Key West residents will have a chance next week to say how the island community should respond after Gov. Ron DeSantis signed legislation late Tuesday that overturned a local vote limiting cruise ship operations at the city’s port.
The City Commission quickly scheduled a special meeting for July 6 after DeSantis signed a contentious transportation bill (SB 1194) that included targeting the Key West vote. The new law prohibits local ballot initiatives that restrict maritime commerce involving such things as vessel sizes and points of origin.
Key West voters in November approved three ballot initiatives that combined to limit the sizes of cruise ships and the number of passengers allowed to visit the city daily. Each referendum drew at least 60 percent support.
Arlo Haskell, treasurer of the Key West Committee for Safer, Cleaner Ships, which pushed the referendums, said his group is exploring its options, which could include going to court.
Rep. Jim Mooney, an Islamorada Republican who represents the Keys, argued against the proposal, contending cruise ships cause water turbidity that is bad for fishing and the ecosystem.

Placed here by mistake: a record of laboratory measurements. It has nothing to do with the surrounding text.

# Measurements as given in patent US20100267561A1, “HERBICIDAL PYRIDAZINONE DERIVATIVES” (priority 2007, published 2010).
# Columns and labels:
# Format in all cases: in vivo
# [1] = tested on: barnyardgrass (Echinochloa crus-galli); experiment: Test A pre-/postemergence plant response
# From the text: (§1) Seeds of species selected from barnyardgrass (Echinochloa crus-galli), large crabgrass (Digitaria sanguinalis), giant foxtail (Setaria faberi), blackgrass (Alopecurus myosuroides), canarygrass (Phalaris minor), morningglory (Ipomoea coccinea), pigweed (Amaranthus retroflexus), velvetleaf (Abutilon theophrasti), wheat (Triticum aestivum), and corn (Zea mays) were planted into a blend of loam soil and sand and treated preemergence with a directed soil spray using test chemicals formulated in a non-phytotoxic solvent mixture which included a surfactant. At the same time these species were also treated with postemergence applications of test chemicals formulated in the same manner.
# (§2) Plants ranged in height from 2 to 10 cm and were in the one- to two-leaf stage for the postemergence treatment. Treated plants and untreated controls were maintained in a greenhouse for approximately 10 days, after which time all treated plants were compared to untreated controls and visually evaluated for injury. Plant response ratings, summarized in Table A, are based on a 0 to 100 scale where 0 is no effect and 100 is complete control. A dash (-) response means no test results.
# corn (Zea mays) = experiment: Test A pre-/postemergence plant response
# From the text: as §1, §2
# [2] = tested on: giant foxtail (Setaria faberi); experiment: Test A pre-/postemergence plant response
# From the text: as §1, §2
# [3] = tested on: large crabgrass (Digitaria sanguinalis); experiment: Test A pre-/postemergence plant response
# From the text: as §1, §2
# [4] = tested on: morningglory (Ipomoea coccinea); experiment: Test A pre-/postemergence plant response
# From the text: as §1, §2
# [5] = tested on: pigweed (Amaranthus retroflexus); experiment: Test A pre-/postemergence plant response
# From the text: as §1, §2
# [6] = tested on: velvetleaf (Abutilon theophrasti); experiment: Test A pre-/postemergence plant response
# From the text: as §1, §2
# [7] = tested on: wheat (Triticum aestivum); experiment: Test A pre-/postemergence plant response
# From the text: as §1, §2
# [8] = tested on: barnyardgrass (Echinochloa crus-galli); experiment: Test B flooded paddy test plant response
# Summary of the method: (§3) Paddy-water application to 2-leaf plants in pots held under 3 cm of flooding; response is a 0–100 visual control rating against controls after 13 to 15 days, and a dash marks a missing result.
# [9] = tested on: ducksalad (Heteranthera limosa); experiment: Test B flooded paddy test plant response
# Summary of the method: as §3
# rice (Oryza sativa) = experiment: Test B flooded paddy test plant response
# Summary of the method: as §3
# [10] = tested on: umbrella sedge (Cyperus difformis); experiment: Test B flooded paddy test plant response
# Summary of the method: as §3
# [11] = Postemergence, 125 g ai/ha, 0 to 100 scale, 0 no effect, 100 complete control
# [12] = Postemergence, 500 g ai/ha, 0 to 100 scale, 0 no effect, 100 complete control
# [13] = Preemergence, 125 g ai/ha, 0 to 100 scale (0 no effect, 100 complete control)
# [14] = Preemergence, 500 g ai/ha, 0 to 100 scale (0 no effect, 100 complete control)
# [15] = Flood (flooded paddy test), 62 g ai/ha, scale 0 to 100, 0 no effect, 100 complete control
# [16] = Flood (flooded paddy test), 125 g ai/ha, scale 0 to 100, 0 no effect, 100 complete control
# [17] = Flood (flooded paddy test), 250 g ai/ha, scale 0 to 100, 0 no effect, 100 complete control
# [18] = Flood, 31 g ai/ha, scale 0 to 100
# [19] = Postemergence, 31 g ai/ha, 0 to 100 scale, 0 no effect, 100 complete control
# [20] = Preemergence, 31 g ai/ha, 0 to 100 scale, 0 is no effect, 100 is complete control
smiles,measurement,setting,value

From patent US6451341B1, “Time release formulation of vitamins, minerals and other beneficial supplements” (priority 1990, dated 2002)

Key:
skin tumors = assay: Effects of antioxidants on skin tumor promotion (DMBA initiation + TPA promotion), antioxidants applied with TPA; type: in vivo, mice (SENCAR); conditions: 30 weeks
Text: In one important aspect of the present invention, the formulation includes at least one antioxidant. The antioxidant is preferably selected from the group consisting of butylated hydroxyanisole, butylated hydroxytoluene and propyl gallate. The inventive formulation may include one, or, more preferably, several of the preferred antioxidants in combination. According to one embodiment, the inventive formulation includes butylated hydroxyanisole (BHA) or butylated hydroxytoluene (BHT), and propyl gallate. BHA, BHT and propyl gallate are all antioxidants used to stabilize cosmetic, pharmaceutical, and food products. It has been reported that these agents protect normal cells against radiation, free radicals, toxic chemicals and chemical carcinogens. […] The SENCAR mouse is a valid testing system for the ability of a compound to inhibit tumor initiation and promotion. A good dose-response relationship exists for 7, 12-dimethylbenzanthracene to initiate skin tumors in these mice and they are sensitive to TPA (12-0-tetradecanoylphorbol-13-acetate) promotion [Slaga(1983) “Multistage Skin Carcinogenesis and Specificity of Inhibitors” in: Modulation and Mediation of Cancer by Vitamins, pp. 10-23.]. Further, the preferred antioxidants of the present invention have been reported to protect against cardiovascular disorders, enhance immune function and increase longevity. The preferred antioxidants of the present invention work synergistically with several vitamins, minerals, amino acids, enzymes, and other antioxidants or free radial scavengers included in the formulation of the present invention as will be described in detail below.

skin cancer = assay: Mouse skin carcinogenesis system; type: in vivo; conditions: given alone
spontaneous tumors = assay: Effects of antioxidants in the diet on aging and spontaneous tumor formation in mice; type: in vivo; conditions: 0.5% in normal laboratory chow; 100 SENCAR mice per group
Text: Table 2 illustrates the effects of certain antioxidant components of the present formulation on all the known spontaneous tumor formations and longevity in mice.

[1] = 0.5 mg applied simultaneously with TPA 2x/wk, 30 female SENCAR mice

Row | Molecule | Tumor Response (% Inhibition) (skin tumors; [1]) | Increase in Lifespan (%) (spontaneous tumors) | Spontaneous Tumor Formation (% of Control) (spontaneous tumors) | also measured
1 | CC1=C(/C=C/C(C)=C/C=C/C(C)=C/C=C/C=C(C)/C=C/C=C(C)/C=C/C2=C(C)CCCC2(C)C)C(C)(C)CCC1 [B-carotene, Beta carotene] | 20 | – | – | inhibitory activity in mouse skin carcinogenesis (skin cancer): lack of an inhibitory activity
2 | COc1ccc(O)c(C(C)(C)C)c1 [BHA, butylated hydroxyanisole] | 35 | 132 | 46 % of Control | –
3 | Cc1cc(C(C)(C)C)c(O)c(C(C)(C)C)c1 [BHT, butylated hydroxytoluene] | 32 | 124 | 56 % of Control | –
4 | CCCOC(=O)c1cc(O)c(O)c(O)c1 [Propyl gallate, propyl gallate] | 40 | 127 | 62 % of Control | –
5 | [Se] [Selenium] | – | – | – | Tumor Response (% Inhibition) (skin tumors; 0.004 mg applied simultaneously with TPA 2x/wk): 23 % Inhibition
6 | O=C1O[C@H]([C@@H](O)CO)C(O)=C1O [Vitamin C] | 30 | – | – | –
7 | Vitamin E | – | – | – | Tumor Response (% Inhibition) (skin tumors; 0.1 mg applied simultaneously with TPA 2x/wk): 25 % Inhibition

The Florida Harbor Pilots Association, which backed the law, said it is critical that local ballot initiatives don’t restrict commerce in ports.
“Maritime commerce has a wide-ranging impact on the lives of Floridians across the state, allowing for the free flow of goods and services to all regions --- not just the locality of a given port,” association President Ben Borgie said in a statement. “Given that statewide importance, it is paramount that maritime commerce is not restricted or regulated via local ballot initiatives.”
Roach also argued on the House floor that the state has a legal responsibility to keep ports open for business.
The Florida Ports Council opposed earlier versions of the legislation as being too broad. But it said in a news release Wednesday that ports will “remain in local control” under the bill DeSantis signed.
“The pandemic has proven just how important Florida’s local seaports are to Florida’s economy. With thousands of cruise-related employees still sidelined, and cruise ships still unable to sail, it’s vital that local seaports are not further restricted in their ability to conduct business and create economic development opportunities,” Florida Ports Council President and CEO Michael Rubin said.